Every 15 minutes, a new group of diners enters one of the langar’s vast halls. They take a seat on one of the mats laid out in neat rows and watch as their steel thalis are loaded up with dal, vegetables and rotis by one of the many volunteers constantly marching down the aisles looking for plates to refill. After eating their fill, diners toss their plates and bowls at metal shield-wielding volunteers who deflect them into buckets bound for washing.

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A Tea Tale from Sri Lanka to India


After completing an M.A in International Studies, Asma conducted research on South East Asia. She now focuses on the Middle East. You can read more of her travel tales at

Asma brings us the story of one of the most important women of her household. Referred to in this post as “Woman Friday” – a take on the character Friday in Robinson Crusoe – she is “a housekeeper, a breakfast chef, a now retired maid, the market shopper, the family ‘news messenger’, a friend to all in the neighbourhood, a cricket lover, an avid newspaper reader and a watchful aunt.”

My late grandmother’s Woman Friday has a history interesting enough to relate over tea. A daughter of a Sri Lankan headmaster and tea plantation owner, she worked at the tea company’s office. Her job was to cater to the European buyers. She proudly arranged for their tea tasting ceremonies and helped her father with the business.

Alas, the war in Sri Lanka redrew her destiny. After finding their father murdered for not cooperating with certain factions, she and her siblings migrated to India.

My grandfather discovered her when he was posted as a Forest Officer in South India’s tea plantation district. He wanted my grandmother to have company and a capable friend while he was busy travelling. She happily agreed and arrived at my ancestral home 30 years ago as a young woman, barely out of her teens.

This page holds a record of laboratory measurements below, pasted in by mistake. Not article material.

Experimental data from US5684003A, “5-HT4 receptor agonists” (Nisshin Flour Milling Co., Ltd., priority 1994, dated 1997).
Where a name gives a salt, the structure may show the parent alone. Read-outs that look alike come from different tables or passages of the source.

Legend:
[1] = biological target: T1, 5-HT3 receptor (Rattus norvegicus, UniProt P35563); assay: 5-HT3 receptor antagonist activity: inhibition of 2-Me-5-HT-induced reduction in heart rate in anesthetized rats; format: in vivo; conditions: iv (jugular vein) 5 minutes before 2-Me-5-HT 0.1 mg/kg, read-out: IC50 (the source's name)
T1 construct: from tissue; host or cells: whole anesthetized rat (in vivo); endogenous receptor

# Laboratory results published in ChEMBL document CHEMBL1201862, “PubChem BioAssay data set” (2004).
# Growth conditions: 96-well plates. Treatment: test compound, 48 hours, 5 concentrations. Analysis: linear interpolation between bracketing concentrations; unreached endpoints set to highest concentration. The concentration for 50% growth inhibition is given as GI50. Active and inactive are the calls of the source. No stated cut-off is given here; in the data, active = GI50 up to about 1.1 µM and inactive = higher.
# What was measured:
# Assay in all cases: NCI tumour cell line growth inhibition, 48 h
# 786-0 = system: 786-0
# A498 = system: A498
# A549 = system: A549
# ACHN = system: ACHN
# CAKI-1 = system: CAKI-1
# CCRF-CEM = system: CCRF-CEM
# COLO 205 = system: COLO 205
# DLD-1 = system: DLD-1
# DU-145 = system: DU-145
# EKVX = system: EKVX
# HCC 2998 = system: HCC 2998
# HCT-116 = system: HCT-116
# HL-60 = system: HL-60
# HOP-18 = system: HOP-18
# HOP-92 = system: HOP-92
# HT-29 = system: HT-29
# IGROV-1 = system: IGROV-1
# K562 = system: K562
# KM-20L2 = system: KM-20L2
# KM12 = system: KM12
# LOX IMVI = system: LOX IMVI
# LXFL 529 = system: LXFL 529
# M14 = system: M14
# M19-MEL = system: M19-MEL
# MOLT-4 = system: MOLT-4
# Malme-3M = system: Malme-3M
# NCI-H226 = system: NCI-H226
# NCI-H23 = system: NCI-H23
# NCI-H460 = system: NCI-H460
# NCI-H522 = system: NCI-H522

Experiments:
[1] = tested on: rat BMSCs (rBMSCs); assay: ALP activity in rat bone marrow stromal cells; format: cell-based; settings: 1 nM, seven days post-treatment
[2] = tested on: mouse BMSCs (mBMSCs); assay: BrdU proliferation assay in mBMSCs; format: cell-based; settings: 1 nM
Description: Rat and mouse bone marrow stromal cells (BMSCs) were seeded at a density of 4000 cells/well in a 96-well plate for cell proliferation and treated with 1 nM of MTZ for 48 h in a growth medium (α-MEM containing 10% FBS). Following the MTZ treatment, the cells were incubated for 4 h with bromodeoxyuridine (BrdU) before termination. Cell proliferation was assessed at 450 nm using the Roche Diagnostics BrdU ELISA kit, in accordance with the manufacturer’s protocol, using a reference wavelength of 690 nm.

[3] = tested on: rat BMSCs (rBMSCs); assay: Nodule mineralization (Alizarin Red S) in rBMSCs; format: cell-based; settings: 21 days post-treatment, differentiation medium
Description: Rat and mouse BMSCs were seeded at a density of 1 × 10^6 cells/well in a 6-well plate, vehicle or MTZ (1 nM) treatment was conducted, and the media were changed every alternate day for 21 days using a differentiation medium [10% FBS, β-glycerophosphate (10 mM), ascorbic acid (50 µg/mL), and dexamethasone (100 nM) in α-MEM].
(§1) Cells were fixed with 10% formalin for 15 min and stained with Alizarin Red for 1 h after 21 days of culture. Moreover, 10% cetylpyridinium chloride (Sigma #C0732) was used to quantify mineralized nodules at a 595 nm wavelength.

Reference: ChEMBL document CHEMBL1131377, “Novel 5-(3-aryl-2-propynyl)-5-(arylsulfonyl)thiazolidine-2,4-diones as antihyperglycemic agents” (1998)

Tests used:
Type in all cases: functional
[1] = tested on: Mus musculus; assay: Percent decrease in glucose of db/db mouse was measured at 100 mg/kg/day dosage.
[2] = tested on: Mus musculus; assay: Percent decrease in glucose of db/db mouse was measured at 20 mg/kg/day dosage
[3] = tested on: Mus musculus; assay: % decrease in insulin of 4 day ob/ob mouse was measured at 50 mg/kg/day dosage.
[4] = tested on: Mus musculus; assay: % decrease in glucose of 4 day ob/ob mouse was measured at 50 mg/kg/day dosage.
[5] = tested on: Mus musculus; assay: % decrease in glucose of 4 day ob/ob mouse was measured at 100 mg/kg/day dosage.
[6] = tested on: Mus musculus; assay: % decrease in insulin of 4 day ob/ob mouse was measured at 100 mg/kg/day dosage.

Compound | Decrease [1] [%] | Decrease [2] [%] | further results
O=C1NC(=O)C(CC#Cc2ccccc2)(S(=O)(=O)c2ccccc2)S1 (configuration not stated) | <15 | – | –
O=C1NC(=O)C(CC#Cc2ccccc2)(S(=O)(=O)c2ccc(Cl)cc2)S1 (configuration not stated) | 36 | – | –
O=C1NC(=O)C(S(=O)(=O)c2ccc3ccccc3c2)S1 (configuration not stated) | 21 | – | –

The doorway at Asma’s ancestral home.


She was never considered a servant; our grandfather had shunned discrimination.Today she remains as close to us as our own aunt. She is a housekeeper cum butler, friend and confidant. When we were children visiting on vacation, she was a watchful governess, leaving our mothers to relax. She refused to leave to her brother’s home after both my grandparents passed away, such was her sense of belongingness. She even cooked for orphans as is the community  tradition of those who want to add good deeds for their erstwhile elders.

Today she continues to preside over the sprawling house, and we remain confident in her ability from afar. We never mention her past life in the tea gardens. It is a bygone era. But she still makes a beautiful cup of tea.

India’s One-Woman Tea Party

We’ve seen the role chai can play in politics, whether in Bihar where the BJP set up NaMo tea stalls to remind voters of PM candidate Narendra Modi’s past as a chai wallah, or in Haryana where having a cup with villagers is an essential part of any campaign stop. But in the remote hills of southwestern Odisha, tea isn’t just part of a publicity stunt or a meet-and-greet ritual, it’s the party symbol.


Ahalya Kandapan, a local politician from the small village of Kelar, uses the tea kettle on her campaign posters as a symbol of everyday life. “I represent common people and common people drink tea,” she said.

Check out our article in the New York Times on Mrs. Kandapan’s fight for good governance in this often underrepresented part of the country.